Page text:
The Al Nassr ground holds around 25,000 people, with recent attendances nearing capacity. Tickets usually cost between £15 and £40. Far fewer female fans attend matches than in Europe – indeed, they were banned until 2018.

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Rejection, revenge and soft power: behind the scenes of Cristiano Ronaldo’s transfer to Al Nassr in Saudi Arabia

Will Al Nassr sign more great players? “They have money, but they are not fooled”

In recent weeks, many players have been linked with Ronaldo’s new team. This long list includes the Real Madrid striker Eden Hazardwho received an Al Nassr shirt from team coach Rudi Garcia in Riyadh for the Spanish Supercopa.

The gesture was interpreted as a way to approach the 32-year-old but, in fact, there is another explanation. Garcia has known Hazard since his early days at Lille, where they worked together for four years. There are no plans to sign him and Hazard isn’t looking for a move either.

Some fans were quick to conclude that Al Nassr will be looking to create a ‘super-team’ around Ronaldo. According to club sources, who asked to remain anonymous to protect their positions, this is unlikely.

One such source put it this way: “Cristiano has been exceptional, but they’re not going to set up the Harlem Globetrotters now. His mission is to develop the club. They have money, but they are not fooled.

Piernas believes that the country’s leaders “supported the signing of Ronaldo” as part of their “very strong bond” with football, which they want to develop in order “to have greater visibility in the world”. He says that in Saudi Arabia, such support is considered “normal”.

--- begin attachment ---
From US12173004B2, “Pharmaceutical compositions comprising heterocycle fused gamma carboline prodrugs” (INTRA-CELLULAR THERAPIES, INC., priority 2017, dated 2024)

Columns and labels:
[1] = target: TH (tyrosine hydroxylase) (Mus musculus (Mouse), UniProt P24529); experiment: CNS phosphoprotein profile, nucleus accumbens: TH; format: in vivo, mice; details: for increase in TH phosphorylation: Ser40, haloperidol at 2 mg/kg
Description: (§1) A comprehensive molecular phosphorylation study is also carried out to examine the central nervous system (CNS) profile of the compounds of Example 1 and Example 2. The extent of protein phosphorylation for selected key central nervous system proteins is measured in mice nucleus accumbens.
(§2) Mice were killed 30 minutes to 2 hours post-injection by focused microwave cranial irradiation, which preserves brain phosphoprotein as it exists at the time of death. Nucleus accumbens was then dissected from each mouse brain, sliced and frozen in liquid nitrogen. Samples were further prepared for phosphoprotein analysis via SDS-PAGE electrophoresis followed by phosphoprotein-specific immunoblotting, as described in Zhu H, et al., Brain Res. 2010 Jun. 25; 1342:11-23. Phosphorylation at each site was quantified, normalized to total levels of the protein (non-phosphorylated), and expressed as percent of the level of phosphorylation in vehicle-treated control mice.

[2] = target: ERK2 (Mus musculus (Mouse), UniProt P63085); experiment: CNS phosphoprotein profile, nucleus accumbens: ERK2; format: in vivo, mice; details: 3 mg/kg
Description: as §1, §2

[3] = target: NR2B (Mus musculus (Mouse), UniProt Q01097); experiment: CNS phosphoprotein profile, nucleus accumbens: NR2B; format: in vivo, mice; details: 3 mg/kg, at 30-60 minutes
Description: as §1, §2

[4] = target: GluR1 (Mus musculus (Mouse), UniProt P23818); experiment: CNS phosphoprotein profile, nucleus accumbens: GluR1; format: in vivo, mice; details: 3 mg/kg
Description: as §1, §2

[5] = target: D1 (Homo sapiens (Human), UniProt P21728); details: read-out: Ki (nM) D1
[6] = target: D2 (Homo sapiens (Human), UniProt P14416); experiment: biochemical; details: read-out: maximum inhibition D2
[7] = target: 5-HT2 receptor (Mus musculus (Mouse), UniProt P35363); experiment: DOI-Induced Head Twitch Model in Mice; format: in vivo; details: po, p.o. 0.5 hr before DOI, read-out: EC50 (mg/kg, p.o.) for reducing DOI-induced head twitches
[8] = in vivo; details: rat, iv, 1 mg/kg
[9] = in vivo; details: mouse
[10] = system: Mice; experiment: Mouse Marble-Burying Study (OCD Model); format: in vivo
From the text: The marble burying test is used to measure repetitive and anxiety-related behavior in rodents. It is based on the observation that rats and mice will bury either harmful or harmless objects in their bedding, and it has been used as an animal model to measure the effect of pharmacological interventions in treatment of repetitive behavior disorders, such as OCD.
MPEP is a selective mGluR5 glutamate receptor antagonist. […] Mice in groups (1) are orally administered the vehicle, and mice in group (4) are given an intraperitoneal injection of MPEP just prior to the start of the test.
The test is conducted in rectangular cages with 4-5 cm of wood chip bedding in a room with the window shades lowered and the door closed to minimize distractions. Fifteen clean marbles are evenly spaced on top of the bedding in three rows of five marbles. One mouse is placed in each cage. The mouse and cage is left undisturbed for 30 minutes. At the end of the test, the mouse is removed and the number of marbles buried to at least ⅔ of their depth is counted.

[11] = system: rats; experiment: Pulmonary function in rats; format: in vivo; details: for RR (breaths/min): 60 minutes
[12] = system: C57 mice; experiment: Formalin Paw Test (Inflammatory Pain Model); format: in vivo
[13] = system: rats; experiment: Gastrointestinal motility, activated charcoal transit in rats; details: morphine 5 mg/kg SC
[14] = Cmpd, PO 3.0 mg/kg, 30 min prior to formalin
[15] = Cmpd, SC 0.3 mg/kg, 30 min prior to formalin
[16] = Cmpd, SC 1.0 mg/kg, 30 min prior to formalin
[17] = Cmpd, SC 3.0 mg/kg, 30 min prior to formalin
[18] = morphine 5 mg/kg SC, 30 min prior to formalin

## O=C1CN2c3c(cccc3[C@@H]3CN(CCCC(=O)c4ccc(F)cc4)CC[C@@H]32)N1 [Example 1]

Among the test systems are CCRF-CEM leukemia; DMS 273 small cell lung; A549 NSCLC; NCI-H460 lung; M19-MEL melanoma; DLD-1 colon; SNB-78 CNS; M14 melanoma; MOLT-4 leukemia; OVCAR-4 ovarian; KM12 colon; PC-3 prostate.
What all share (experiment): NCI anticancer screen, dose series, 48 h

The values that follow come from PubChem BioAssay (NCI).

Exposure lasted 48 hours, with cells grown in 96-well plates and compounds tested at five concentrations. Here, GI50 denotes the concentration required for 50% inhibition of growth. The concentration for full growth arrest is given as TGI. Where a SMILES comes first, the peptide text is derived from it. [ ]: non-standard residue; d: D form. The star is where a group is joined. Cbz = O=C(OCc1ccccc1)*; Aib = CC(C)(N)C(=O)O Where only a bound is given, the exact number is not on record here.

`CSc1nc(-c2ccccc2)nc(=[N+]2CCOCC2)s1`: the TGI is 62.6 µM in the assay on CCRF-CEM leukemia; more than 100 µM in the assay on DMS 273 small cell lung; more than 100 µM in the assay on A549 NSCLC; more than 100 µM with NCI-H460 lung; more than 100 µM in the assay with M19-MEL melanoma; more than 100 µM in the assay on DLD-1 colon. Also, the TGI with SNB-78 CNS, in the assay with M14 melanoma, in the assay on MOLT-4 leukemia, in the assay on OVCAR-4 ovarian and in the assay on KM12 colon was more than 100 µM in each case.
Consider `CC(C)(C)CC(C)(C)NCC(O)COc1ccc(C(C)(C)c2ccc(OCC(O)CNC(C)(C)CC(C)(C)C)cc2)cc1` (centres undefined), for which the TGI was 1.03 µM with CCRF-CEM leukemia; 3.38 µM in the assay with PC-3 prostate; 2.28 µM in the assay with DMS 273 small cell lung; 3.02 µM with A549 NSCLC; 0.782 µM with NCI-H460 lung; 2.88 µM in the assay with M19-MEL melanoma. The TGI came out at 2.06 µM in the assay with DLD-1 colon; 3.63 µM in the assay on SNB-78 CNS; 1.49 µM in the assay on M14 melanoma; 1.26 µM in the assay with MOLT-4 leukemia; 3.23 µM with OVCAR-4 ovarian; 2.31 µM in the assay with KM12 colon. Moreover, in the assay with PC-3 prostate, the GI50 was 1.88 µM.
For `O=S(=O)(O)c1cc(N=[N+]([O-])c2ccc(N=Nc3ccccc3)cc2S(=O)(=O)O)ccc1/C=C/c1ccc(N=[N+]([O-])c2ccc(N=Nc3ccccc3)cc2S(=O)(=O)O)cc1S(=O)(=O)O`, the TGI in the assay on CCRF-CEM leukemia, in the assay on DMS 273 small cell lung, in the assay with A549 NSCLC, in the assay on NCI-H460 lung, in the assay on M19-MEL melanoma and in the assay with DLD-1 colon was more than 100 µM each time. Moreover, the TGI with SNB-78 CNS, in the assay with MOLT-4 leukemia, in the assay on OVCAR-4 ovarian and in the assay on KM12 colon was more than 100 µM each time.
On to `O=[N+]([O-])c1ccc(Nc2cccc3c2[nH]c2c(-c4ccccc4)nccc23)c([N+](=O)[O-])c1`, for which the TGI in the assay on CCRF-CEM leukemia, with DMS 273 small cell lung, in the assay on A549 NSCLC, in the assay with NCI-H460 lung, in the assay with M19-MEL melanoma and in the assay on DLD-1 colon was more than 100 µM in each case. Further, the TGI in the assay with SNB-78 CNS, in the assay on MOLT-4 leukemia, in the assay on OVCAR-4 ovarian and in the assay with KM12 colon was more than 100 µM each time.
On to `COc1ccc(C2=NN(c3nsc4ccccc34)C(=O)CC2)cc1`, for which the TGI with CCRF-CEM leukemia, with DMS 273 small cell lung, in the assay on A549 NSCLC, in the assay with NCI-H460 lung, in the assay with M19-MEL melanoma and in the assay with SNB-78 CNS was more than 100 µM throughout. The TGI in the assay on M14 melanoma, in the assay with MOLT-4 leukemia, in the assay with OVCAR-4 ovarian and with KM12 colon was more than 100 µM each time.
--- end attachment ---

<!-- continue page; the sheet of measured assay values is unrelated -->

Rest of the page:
Ronaldo’s debut at Al Nassr came against a familiar old foe (Photo by Aurelien Meunier – PSG/PSG via Getty Images)

Critics of Saudi Arabia would say signing Ronaldo is just another example of the kingdom’s sportswashing – using stars and major sporting events to distract from their poor human rights record. the man.

Amnesty International released a statement via its Middle East researcher when Ronaldo’s transfer to Al Nassr was announced earlier this month. He pointed to Saudi Arabia killing 81 people in a single day last year and drew attention to the state’s crackdown on free speech, while urging Ronaldo to speak out about the issues of human rights in the country.

The signing of Ronaldo has certainly already attracted a lot of attention.

His league debut came in a 1-0 home win against Ettifaq on January 22, but it was on January 19 that he first appeared in the colors of his new club, playing in a friendly with Paris Saint-Germain in which he faced Lionel Messi.

Interest in this game was huge. Al Nassr has also seen a significant increase in his social media following: 12 million followers on Instagram, 4.5 million on Twitter and 600,000 on TikTok, according to data provided by the club.

And – in official matches at least – he hasn’t even found the net yet.

Other author: Pol Ballús

(Top photo: Mohammed Saad/Anadolu Agency via Getty Images)